Adieu, the Night.

Your chimes charm and your calls keep me up through the night,
I yearn for your glow, a flower stretching to view the night.

As a moth mesmerized to the flames that consume its soul,
The pointer from my heart is immutable | and to you I flew the night.

It is an addiction, every moment, I need to be plugged in, with you,
A mutex lock on my heart, I am weak, you subdue the night.

Separated by a screen, it is hard to for me to speak my heart,
With this intoxication, loss of memory, I hope to renew the night.

But there is no equilibrium here, and you encrypt my words, meanings,
I am naive to your manipulations, I thought I knew the night.

I am a singleton, restricted to only you, but your dynamic type means
through the hearts of many you will pass through the night.

Without you, I have no meaning, I am the null set, empty, restless,
You gave me the hope in darkness to break through the night.

Alas, this love is an intractable NP-hard problem that I cannot solve,
Since this love #includes no Joy, I can only say adieu, the night.

 

Throughout this ghazal, I am playing with the imagery of the traditional Persian love poetry with today’s themes of technology and computer science. The allusions to all of the different concepts enhances the level of obscurity by making it difficult to understand the references. This draws interesting parallels between the unrequited love with the fervent need for technology by modern society. In the background, I am using Muse’s Exogenesis Symphony, which also combines traditional Western classical music with more current electronic music.

The poem follows the ghazal patterns with the radif of “*oo the night” where the qafiya is “night”. This is inspired by Aga Shahid Ali’s poem “Tonight”, where unlike other ghazals in English, it employs both a qafiya of “tonight” as well as the proceeding rhyming syllable in the radif “*ell tonight.” I chose night as the repeating word because night is often associated with uncertainty but also promise, despair, but also the light of love.

The first and second couplets use nature imagery to talk about the mesmerization the persona has for her love. The first couplet talks about a flower reaching its face into the light, a generally nurturing relationship, but it replaces “light” with “night”, creating a dark tension that is accentuated by the distracting need for an electronic glow, a desire the persona cannot control. The second couplet brings up the common imagery of the moth being drawn to the flame in a self-sacrificial manner. The persona knows that the result will harmful to herself, but cannot change the course of her heart.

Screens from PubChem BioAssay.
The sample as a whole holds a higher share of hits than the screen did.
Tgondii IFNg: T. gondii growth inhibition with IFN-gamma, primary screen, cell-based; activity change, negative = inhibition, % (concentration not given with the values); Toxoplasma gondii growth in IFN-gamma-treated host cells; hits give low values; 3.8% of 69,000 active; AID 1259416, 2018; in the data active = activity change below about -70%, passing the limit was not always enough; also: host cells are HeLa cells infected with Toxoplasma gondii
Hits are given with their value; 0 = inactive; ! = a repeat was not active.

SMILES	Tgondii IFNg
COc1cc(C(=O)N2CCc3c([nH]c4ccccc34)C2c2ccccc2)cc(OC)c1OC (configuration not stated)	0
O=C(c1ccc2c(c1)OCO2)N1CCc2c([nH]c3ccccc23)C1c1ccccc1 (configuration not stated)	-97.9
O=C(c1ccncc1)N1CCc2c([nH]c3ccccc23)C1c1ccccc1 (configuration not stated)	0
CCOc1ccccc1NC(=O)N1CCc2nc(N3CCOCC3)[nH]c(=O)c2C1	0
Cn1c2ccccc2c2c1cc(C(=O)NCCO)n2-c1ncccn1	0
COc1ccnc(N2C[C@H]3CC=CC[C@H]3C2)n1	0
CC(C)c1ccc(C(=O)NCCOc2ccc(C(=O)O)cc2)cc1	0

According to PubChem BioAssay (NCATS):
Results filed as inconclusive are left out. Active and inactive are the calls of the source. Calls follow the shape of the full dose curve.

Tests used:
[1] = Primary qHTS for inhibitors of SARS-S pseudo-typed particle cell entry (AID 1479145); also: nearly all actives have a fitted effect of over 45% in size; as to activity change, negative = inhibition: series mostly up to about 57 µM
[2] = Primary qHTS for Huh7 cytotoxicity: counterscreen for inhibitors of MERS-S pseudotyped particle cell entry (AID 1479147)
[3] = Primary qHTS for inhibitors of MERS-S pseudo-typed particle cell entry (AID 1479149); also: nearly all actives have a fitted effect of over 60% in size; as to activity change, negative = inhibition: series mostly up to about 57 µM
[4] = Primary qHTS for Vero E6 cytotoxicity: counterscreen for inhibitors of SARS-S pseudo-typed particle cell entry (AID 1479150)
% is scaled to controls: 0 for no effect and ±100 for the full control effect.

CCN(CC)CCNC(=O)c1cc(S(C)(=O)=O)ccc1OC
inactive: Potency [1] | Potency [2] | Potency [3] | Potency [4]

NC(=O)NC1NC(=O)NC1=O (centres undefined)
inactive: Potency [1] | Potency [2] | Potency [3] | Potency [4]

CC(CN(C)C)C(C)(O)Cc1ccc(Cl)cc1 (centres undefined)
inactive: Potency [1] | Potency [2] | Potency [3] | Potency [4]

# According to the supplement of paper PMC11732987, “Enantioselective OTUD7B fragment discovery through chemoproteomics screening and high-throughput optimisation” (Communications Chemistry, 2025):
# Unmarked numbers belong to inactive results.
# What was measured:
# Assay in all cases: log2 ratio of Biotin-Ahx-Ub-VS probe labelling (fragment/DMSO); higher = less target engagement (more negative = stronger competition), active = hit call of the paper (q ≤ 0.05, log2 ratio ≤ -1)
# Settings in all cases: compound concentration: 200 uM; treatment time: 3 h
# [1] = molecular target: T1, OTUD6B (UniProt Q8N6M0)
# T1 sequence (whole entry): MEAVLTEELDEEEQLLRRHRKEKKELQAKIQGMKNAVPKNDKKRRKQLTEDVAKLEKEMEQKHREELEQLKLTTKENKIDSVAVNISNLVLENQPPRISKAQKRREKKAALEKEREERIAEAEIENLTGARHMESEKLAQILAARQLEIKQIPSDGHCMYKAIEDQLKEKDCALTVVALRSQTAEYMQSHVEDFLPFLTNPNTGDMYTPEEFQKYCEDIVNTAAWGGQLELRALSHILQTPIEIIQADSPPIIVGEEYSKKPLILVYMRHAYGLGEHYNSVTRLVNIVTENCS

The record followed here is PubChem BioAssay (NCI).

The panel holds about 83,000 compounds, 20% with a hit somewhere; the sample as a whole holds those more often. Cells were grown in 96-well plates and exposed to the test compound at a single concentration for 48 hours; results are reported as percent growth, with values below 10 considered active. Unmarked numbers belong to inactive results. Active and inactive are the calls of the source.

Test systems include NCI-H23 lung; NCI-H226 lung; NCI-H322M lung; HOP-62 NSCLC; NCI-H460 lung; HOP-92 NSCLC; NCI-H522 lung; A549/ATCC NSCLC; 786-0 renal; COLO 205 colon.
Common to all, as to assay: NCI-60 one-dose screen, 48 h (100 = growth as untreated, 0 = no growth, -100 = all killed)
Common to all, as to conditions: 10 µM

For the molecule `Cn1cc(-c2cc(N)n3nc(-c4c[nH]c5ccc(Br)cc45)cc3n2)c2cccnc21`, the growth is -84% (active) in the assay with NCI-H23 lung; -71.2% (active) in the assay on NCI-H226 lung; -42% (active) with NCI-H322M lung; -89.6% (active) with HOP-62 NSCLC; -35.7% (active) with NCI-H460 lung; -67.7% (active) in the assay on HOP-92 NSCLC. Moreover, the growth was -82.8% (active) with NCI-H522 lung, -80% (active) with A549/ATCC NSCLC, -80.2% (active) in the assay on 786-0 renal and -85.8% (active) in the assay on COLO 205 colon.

The third couplet talks about addiction, which in traditional ghazal imagery consists of a love that makes the persona feel powerless, feel week. Adapted to modern concepts, this brings out the idea of needing to be “plugged in” at all times and the increasing reliance on technology, as if it has entrapped the soul.

The fourth and fifth couplet deal with different aspects of the difficulty in communication. The fourth brings up the concept of a “screen” which is both alluding to the veil in traditional ghazals as well as the newer computer screen. The intoxication is also another common theme, and in this case is associated with loss of memory, a more technological concept in addition to its colloquial meaning. The fifth couplet talks about manipulations and encryptions, showing how often the elusive lover will obfuscate the information to obtain what they want, leaving the persona restless and fearful.

The next couplet talks about the other common theme of the flirtatious lover like the nightingale in Hafiz’s poems who floats between one love and the next, equated with concepts in computer science that illustrate quickly changing definitions.

The final two couplets talk more about despair and emptiness, also a theme that arises from the poetry of Rumi along with other Persian poets. The penultimate couplet talks about how the love generates meaning for the individual, creating a dependency on the lover for their own meaning and identity. Without the lover, the persona is empty, which also has religious significance within the Sufi mystic ideology of being an empty vessel, a precursor to destroying all distinctions to truly experience life. The eighth couplet points to fatality, giving up this impossible quest, balancing between fate and free-will.

At the end, the poem is signed with my tallkus of “Joy” used both as a proper and common noun  included in the sentiment of the last line, which also becomes the title of the poem.

I feel this style of poem best exhibits the concept of the cultural studies approach, because I incorporate both the traditional structure and themes of the ghazal while also bringing in some of my own personal context, to create a new, personal interpretation.

I hope you enjoy it!

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